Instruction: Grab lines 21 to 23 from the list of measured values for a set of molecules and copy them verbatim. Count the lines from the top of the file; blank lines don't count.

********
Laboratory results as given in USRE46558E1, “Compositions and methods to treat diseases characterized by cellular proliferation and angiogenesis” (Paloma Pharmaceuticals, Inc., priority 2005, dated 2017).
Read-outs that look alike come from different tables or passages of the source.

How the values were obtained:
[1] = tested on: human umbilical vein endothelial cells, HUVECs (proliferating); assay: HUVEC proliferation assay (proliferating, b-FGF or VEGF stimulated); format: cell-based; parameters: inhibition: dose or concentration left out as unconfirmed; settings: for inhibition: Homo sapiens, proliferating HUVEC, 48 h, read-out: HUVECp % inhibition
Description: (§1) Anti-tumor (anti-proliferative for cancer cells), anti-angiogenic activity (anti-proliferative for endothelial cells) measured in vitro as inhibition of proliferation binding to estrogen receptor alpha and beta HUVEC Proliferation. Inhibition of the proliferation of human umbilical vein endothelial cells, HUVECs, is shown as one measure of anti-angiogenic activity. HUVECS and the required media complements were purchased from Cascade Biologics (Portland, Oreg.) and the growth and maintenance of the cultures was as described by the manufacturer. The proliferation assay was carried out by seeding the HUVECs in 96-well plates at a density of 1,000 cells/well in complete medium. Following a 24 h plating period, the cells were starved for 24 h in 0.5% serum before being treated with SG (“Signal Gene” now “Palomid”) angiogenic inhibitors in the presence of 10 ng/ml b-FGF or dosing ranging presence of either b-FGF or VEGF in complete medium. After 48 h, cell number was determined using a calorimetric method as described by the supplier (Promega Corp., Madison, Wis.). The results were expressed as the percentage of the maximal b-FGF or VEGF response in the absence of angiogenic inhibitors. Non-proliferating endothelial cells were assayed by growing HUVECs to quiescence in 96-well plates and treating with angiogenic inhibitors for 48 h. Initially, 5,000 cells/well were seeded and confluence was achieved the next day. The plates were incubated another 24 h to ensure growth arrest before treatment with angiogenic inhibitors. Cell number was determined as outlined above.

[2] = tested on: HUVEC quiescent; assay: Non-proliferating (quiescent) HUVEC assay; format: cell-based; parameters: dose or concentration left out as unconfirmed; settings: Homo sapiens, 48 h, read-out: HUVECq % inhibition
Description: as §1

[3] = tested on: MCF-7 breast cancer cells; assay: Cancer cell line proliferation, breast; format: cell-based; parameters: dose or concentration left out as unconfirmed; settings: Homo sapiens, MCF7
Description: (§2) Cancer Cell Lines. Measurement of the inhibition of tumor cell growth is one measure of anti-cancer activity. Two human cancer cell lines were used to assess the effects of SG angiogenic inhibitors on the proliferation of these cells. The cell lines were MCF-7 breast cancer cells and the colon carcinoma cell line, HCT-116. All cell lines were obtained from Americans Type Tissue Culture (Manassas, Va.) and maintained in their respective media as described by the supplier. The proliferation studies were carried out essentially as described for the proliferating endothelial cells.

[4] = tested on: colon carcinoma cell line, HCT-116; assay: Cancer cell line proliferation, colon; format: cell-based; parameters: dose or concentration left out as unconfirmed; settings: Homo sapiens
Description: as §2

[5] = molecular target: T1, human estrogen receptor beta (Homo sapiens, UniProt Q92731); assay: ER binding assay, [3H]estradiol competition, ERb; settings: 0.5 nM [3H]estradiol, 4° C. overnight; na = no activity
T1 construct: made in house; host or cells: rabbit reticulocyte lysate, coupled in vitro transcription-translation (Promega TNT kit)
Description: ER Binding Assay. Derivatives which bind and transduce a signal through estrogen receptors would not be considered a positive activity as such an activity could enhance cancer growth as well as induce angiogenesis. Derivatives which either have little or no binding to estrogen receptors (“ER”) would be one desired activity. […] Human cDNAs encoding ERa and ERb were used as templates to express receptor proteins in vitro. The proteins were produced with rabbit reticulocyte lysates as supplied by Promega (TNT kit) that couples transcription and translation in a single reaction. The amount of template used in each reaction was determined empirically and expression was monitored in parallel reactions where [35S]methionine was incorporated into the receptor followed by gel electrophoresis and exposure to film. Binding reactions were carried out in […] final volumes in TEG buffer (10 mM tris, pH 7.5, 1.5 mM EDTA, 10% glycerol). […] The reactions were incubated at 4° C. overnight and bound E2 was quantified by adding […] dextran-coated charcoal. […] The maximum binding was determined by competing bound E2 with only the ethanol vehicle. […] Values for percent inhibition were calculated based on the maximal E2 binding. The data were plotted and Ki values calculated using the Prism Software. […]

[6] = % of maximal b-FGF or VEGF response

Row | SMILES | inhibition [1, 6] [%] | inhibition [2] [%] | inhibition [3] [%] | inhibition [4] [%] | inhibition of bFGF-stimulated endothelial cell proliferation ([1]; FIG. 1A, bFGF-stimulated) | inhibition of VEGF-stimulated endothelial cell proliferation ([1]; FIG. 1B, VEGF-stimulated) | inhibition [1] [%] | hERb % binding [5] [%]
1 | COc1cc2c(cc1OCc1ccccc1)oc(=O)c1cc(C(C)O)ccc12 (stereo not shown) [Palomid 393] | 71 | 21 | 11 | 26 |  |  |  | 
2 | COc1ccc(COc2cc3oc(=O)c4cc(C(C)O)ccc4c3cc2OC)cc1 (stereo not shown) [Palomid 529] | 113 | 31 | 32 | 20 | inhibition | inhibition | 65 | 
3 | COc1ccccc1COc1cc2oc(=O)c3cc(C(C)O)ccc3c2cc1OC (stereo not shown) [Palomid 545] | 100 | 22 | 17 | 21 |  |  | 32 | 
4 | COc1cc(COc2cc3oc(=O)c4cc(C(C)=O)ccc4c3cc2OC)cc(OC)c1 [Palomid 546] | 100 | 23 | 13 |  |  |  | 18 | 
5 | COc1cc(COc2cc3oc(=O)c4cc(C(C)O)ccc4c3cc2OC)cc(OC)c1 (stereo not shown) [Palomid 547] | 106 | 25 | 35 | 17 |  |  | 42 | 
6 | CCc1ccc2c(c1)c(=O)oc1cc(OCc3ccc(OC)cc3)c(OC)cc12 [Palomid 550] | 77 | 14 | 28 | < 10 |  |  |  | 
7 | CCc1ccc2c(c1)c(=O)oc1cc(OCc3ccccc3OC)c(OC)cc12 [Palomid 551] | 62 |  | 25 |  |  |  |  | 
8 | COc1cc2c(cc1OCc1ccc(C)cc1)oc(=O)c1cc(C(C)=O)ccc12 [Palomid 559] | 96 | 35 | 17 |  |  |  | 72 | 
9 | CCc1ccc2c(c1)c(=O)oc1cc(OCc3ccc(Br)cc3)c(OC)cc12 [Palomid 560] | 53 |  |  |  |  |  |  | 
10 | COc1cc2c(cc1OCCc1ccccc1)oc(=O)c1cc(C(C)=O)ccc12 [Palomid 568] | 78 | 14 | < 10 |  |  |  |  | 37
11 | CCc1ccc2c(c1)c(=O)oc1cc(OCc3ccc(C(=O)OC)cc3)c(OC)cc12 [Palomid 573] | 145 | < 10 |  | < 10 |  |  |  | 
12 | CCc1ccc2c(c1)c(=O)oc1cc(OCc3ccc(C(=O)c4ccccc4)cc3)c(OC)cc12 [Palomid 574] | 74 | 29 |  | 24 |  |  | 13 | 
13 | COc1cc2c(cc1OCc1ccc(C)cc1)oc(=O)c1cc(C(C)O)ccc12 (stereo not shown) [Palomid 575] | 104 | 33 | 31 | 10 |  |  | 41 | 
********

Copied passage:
5 | COc1cc(COc2cc3oc(=O)c4cc(C(C)O)ccc4c3cc2OC)cc(OC)c1 (stereo not shown) [Palomid 547] | 106 | 25 | 35 | 17 |  |  | 42 | 
6 | CCc1ccc2c(c1)c(=O)oc1cc(OCc3ccc(OC)cc3)c(OC)cc12 [Palomid 550] | 77 | 14 | 28 | < 10 |  |  |  | 
7 | CCc1ccc2c(c1)c(=O)oc1cc(OCc3ccccc3OC)c(OC)cc12 [Palomid 551] | 62 |  | 25 |  |  |  |  | 